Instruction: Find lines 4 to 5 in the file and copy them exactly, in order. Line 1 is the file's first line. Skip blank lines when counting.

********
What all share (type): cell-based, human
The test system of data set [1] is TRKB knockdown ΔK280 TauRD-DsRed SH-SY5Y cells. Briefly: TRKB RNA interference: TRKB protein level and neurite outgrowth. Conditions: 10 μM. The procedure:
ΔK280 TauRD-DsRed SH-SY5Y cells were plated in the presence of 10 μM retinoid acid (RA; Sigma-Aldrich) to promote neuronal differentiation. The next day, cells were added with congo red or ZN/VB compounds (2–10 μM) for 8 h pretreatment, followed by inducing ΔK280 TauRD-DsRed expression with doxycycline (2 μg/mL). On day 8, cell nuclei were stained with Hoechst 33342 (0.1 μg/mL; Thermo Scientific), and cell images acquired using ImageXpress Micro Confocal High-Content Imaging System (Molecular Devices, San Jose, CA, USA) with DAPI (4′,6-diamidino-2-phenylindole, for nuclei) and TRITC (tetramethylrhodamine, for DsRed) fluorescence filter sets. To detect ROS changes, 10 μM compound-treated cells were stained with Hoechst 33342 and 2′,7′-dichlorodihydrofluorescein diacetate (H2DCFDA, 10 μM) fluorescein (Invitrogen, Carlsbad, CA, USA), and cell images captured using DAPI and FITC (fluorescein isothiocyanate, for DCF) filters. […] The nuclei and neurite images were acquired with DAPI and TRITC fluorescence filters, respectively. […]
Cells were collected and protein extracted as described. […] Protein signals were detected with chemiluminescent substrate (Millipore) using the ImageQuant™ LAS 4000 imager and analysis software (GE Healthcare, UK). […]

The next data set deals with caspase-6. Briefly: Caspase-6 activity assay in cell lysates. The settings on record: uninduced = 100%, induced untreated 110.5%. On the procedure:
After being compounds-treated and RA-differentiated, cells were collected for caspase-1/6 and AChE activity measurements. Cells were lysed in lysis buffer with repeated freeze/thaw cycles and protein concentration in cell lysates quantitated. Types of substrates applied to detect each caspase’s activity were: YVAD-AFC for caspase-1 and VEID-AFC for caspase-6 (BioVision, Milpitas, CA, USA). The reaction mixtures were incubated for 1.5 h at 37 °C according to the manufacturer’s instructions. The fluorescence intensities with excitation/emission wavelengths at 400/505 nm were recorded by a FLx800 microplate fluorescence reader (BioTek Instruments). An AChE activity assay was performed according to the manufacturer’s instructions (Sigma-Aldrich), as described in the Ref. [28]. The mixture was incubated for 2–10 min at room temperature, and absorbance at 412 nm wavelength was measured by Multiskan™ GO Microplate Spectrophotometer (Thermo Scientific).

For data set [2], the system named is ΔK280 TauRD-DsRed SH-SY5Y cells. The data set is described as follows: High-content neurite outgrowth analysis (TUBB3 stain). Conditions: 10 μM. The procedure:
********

Cells were collected and protein extracted as described. […] Protein signals were detected with chemiluminescent substrate (Millipore) using the ImageQuant™ LAS 4000 imager and analysis software (GE Healthcare, UK). […]

The next data set deals with caspase-6. Briefly: Caspase-6 activity assay in cell lysates. The settings on record: uninduced = 100%, induced untreated 110.5%. On the procedure: